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EU foreign ministers gatherd in Brussels today for their last monthly meeting before summer break. The meeting will also the mark the beginning of the six-month Dutch EU presidency. The meeting will be dominated by talks on Iraq, Sudan, the Middle East, and the future of the EU-Asia partnership, including the status of Burma. On 13 July, some EU officials will meet the foreign ministers of Kyrgyzstan and Kazakhstan. The foreign minister of Iraq's interim government will also be in Brussels for talks with EU officials.
Brussels, 12 July 2004 (RFE/RL) -- Hoshiyar Zebari, the foreign minister of Iraq's interim government, is expected to meet his European Union counterparts in Brussels today to discuss how the 25-nation bloc can help his country's reconstruction.
Zebari and the EU foreign ministers are expected to discuss proposals for helping train Iraqi police and advising the interim government on setting up its administration and running ministries.
EU foreign ministers are also expected to adopt a declaration reaffirming the bloc's willingness to launch a dialogue with the interim Iraqi government.
The EU is also seeking to discuss with the United Nations the possibilities of supporting preparations for Iraqi elections.
The EU has set out a three-stage program for supporting Iraq. But the program will depend on whether and when the bloc can set up a representative office in Iraq. That remains in doubt because of continued security concerns.
The EU foreign ministers will also discuss the Middle East peace process and the 9 July ruling by the UN's International Court of Justice that the security fence being constructed by Israel contravenes international law.
The ministers will also reaffirm the key role of the "road map" to peace backed by the EU, the United States, the United Nations, and Russia. The so-called "quartet" suffered a setback last week, when Israel refused to receive a delegation of its officials.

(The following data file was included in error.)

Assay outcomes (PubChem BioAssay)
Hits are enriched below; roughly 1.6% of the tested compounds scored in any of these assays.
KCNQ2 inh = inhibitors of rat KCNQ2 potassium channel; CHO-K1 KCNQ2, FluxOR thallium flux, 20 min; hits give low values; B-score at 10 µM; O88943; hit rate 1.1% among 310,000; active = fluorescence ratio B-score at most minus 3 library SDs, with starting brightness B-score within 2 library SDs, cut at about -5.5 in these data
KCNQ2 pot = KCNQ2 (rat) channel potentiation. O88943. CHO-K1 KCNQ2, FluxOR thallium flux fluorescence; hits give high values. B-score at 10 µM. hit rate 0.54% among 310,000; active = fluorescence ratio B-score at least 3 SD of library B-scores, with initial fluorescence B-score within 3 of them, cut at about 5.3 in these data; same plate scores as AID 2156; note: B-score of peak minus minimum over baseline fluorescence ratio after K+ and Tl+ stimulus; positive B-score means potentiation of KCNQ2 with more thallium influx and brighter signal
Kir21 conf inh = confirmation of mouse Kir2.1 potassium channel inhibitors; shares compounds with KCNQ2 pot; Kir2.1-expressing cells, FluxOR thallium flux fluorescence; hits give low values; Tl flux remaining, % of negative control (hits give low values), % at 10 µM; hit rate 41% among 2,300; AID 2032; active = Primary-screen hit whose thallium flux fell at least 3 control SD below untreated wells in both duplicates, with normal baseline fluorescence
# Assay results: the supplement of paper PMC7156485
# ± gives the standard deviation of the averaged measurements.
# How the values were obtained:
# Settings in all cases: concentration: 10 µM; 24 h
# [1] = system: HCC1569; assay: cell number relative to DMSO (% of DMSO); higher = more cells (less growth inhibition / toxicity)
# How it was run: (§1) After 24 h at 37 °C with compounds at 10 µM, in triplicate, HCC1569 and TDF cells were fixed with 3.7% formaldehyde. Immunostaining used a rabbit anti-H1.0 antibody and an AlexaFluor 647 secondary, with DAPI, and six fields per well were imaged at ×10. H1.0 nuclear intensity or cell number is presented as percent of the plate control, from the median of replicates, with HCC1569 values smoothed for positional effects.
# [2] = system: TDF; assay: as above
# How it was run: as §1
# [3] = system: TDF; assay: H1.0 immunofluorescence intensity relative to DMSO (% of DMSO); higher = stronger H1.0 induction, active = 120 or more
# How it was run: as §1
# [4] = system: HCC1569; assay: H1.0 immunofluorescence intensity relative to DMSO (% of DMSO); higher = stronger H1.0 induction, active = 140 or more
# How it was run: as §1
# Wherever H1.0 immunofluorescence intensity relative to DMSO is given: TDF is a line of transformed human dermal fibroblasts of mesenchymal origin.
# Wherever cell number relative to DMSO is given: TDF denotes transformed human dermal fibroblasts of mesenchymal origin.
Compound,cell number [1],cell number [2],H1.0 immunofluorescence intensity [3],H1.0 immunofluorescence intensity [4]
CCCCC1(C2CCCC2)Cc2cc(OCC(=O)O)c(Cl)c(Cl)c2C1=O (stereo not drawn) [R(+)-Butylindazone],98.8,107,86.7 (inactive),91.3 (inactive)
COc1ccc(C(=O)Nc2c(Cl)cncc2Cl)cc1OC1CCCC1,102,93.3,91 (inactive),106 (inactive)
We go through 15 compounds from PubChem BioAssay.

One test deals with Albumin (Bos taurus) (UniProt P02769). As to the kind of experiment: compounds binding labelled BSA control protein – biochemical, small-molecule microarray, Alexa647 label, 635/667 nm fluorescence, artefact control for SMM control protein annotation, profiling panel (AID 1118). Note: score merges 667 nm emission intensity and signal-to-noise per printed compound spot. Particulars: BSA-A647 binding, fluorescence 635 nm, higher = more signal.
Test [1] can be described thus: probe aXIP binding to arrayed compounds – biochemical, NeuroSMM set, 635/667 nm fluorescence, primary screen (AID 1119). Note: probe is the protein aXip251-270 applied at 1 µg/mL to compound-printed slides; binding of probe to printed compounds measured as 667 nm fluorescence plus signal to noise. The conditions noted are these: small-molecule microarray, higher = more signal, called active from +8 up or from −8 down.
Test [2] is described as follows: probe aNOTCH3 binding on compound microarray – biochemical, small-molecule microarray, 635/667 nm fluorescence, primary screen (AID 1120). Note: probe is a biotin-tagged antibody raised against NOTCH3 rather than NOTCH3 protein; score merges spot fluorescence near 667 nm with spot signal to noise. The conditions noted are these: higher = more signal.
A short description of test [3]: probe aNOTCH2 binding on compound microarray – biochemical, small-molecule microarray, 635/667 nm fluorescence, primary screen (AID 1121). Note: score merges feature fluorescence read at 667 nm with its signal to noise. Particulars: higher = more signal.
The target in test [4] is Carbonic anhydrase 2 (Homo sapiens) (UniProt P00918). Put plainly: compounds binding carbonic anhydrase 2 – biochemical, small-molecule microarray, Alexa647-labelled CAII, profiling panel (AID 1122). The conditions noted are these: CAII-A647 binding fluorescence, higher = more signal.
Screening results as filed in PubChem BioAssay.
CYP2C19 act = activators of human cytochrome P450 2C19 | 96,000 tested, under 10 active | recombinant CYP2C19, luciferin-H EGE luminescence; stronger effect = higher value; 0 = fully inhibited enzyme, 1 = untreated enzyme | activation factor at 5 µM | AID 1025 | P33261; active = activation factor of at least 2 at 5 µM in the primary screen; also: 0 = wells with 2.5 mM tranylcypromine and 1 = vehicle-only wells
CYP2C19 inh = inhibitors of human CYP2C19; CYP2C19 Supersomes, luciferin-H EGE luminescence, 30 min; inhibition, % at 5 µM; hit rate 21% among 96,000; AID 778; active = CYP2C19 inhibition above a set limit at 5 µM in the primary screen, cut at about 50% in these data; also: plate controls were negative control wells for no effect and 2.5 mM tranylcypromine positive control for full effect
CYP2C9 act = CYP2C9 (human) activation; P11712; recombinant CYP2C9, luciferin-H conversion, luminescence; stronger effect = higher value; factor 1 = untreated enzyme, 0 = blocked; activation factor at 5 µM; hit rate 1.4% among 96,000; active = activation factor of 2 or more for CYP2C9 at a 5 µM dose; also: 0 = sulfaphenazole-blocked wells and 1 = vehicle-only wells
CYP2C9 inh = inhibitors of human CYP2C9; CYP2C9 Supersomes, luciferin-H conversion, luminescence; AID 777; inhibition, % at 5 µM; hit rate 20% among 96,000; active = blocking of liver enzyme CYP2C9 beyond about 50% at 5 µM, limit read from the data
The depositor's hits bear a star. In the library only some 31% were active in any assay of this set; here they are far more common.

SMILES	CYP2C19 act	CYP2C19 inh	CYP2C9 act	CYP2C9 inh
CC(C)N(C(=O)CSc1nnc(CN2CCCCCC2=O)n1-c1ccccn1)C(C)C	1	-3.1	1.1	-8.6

Meanwhile, one of Israel's vice prime ministers is expected on a visit to Brussels early this week to sign a cooperation accord with the EU on Galileo, the bloc's satellite navigation project.
ASIA - BURMA
The foreign ministers will also return to the question of whether to recognize Burma's membership in the Asian regional bloc ASEM (Asia-Europe Meeting).
Many member states insist the EU must no have direct links with Burma's dictatorial regime. At the same time, the EU wants ASEM to recognize its own recent enlargement.
EU officials say no decisions will be adopted on the issue today. One official said a number of EU member states are prepared to boycott the EU-ASEM summit in Hanoi in October if members of the Burmese government attend.
The ministers will also endorse a declaration on the escalating humanitarian crisis in Darfur, western Sudan. The EU has promised emergency aid but says African Union member states must supply any peacekeeping forces.
The ministers will adopt a short statement on Afghanistan. The EU is likely to welcome the recent announcement of a date in early October for presidential elections in the country. EU officials, however, have long stressed the importance of both presidential and parliamentary elections taking place at the same time.
BOSNIA -- PEACEKEEPING
The EU will today formally agree to take over from NATO the SFOR peacekeeping mission in Bosnia. The handover will take place before the end of the year, with NATO retaining a limited presence to among other things continue operations to apprehend suspected war criminals.
EU foreign ministers will also take a look at the agenda of the Dutch presidency. Some of its more difficult issues are likely to relate to enlargement.
Officials say the Netherlands opposes the EU's current strategy of "coupling" together Bulgaria and Romania for simultaneous entry despite Sofia's superior progress. But sources say any Dutch push to "decouple" the two countries is not likely to succeed.
The Dutch presidency will also oversee the controversial decision of whether Turkey will be allowed to begin entry talks.
The ministers will also discuss an EU initiative to restart global trade liberalization talks. Officials admit, however, that the initiative is unlikely to met with the approval of key partners, among them the United States and Australia.